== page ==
UAE Strongman Competition takes weight training to a whole new scale

Two-day competition in Dubai attracts men and women from across the Emirates and proves it takes more than just bulky muscles to win, writes Ali Khaled.

Dana Shamlawi pulls a 4x4 car during the final day of the UAE Strongman Competition in Dubai. Delores Johnson / The National
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Mention of a “strongman competition” usually conjures images of huge men pulling trucks by a rope with their teeth. This was nothing of the sort.

With not an ounce of fat in sight, this was no place for anyone with an inferiority complex about their fitness. Or, more importantly, their strength.

The UAE Strongman Competition, held at Ahdaaf Sports Club in Dubai over the weekend, is the brainchild of Olivier Lamoureux of Fast Sports Performance.

“The idea came to us when we were thinking about promoting the benefits associated with strength training and trying to demystify the idea that it is associated with big bulky muscles,” said Lamoureux, head strength coach at Fast. “To show that strength training has health benefits, such as hormonal balance and overall improvement of life, we were trying to find an idea to communicate that.”

Day 1: 10 tasks, 10 stations. A minute at each challenge, tackled in the same order. No one gets an advantage.

The competitors were divided into four categories: men under or over 90-kilogrammes, women under or over 60kg. While this leaves scope for entrants of all shapes and sizes, there was a surprising uniformity to their leanness, even if body shapes invariably differ.

It is about the kind of training that Lamoureux preaches.

“Your body is not made to work on single muscles, it’s made to work as a single unit,” he said. “When you are in the gym training, keep in mind that you are trying to recruit as many muscles as possible and that is when you reap the most benefit from your training. We are talking about dead-lifts, squats, any kind of push, any kind of pull like chin-ups or bench-presses.”

The 10 challenges were tailored accordingly. Some are self-explanatory, others needed a little explanation. All, for the uninitiated, seemingly back-breaking.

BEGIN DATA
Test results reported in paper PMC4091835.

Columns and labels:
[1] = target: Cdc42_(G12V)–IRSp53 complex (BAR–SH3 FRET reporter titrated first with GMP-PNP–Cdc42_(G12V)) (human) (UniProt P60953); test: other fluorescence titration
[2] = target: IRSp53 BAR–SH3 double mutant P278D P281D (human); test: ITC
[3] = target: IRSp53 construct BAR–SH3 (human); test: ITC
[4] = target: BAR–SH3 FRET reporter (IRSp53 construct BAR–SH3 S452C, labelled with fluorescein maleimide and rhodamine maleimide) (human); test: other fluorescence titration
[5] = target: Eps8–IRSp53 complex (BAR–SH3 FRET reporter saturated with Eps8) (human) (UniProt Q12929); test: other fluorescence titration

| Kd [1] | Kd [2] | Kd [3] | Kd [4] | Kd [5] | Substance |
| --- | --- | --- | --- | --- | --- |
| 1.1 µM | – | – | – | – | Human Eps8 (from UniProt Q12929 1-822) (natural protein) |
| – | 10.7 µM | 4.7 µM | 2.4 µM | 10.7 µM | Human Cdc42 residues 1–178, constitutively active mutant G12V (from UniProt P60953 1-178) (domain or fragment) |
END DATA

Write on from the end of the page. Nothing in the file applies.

Trap Bar Deadlift, Tire Flip, Overhead Ball Throw, Log Press, Sled Pull, Sandbag Carry, Wheel Barrow, Farmer’s Walk, Torch and Prowler.

Increasingly, accumulative strain would become a factor. Ball arcs became lower, laps slower, lifts more laboured.

The competition was open to athletes across the UAE, and there were some brave efforts across the board; but it became clear that some athletes were simply better conditioned than others.

The field of six competitors in the “women under 60kg” particularly thrived.

“I really enjoyed the whole experience, especially yesterday, for me, at least, because it [involved] the things I usually train for,” said Maha Nasrallah from Lebanon, who finished top of the leaderboard on Day 1.

“It was more mixed strength and endurance, while today was all about weights and that’s not really my thing. I’m more about endurance and stamina. I would say that’s more my strength.”

Day 2 consisted of four events: Yoke Walk, Dead Lift, Conan’s Wheel and a final event typically associated with strongman competitions. The winner of each round posted 10 points, the runner-up eight, with third, fourth and fifth getting six, four and two points.

Lamoureux described the second day as “more of a last-man-standing competition”.

“The weights will keep being increased over and over until one competitor remains, and at the end of the day the UAE’s strongest athletes will be crowned.”

Considering the previous day’s exertions, it was a monumental effort. Watching supremely conditioned athletes lift double their body weight was inspirational. At least, for those of us tucking into our hotdogs on the sideline.

Inadvertently, a spectator finds himself grimacing on the behalf of the athletes.